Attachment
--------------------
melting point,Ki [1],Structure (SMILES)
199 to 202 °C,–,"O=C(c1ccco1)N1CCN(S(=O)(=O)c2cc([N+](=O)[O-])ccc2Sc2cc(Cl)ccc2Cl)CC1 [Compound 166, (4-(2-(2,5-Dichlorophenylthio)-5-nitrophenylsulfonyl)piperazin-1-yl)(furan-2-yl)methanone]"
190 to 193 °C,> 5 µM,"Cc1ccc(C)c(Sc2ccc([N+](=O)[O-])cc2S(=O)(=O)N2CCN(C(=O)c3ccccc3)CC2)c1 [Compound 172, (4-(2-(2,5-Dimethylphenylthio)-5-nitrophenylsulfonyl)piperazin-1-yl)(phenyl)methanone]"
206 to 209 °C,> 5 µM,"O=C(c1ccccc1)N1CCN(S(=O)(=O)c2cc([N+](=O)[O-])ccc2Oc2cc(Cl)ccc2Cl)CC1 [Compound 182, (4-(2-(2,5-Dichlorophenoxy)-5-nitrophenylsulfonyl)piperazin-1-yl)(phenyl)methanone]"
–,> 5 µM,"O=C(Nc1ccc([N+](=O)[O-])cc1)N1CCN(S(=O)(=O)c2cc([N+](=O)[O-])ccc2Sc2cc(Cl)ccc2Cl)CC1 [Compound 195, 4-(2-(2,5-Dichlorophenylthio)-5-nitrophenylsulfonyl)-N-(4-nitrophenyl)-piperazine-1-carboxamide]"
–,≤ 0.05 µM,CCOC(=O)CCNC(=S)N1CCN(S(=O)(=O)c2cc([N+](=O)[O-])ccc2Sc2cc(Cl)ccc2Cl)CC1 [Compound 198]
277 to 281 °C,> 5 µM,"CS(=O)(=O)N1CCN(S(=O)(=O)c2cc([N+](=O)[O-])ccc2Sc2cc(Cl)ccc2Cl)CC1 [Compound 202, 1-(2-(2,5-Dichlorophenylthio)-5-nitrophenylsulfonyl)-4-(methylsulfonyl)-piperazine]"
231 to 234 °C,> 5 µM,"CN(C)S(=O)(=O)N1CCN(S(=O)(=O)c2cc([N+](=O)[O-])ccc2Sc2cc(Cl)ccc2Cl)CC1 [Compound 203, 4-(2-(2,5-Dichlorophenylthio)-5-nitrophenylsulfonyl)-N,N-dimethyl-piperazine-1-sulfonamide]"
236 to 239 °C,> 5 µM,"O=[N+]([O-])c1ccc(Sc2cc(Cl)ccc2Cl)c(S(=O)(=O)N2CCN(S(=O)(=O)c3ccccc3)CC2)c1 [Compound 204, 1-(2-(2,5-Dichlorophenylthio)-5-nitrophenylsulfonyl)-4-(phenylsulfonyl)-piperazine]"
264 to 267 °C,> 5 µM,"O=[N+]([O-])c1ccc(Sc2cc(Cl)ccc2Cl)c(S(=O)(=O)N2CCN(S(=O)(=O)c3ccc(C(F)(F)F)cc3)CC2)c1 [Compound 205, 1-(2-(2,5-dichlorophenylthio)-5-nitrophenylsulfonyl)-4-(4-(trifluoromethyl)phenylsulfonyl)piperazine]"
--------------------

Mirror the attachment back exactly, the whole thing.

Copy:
melting point,Ki [1],Structure (SMILES)
199 to 202 °C,–,"O=C(c1ccco1)N1CCN(S(=O)(=O)c2cc([N+](=O)[O-])ccc2Sc2cc(Cl)ccc2Cl)CC1 [Compound 166, (4-(2-(2,5-Dichlorophenylthio)-5-nitrophenylsulfonyl)piperazin-1-yl)(furan-2-yl)methanone]"
190 to 193 °C,> 5 µM,"Cc1ccc(C)c(Sc2ccc([N+](=O)[O-])cc2S(=O)(=O)N2CCN(C(=O)c3ccccc3)CC2)c1 [Compound 172, (4-(2-(2,5-Dimethylphenylthio)-5-nitrophenylsulfonyl)piperazin-1-yl)(phenyl)methanone]"
206 to 209 °C,> 5 µM,"O=C(c1ccccc1)N1CCN(S(=O)(=O)c2cc([N+](=O)[O-])ccc2Oc2cc(Cl)ccc2Cl)CC1 [Compound 182, (4-(2-(2,5-Dichlorophenoxy)-5-nitrophenylsulfonyl)piperazin-1-yl)(phenyl)methanone]"
–,> 5 µM,"O=C(Nc1ccc([N+](=O)[O-])cc1)N1CCN(S(=O)(=O)c2cc([N+](=O)[O-])ccc2Sc2cc(Cl)ccc2Cl)CC1 [Compound 195, 4-(2-(2,5-Dichlorophenylthio)-5-nitrophenylsulfonyl)-N-(4-nitrophenyl)-piperazine-1-carboxamide]"
–,≤ 0.05 µM,CCOC(=O)CCNC(=S)N1CCN(S(=O)(=O)c2cc([N+](=O)[O-])ccc2Sc2cc(Cl)ccc2Cl)CC1 [Compound 198]
277 to 281 °C,> 5 µM,"CS(=O)(=O)N1CCN(S(=O)(=O)c2cc([N+](=O)[O-])ccc2Sc2cc(Cl)ccc2Cl)CC1 [Compound 202, 1-(2-(2,5-Dichlorophenylthio)-5-nitrophenylsulfonyl)-4-(methylsulfonyl)-piperazine]"
231 to 234 °C,> 5 µM,"CN(C)S(=O)(=O)N1CCN(S(=O)(=O)c2cc([N+](=O)[O-])ccc2Sc2cc(Cl)ccc2Cl)CC1 [Compound 203, 4-(2-(2,5-Dichlorophenylthio)-5-nitrophenylsulfonyl)-N,N-dimethyl-piperazine-1-sulfonamide]"
236 to 239 °C,> 5 µM,"O=[N+]([O-])c1ccc(Sc2cc(Cl)ccc2Cl)c(S(=O)(=O)N2CCN(S(=O)(=O)c3ccccc3)CC2)c1 [Compound 204, 1-(2-(2,5-Dichlorophenylthio)-5-nitrophenylsulfonyl)-4-(phenylsulfonyl)-piperazine]"
264 to 267 °C,> 5 µM,"O=[N+]([O-])c1ccc(Sc2cc(Cl)ccc2Cl)c(S(=O)(=O)N2CCN(S(=O)(=O)c3ccc(C(F)(F)F)cc3)CC2)c1 [Compound 205, 1-(2-(2,5-dichlorophenylthio)-5-nitrophenylsulfonyl)-4-(4-(trifluoromethyl)phenylsulfonyl)piperazine]"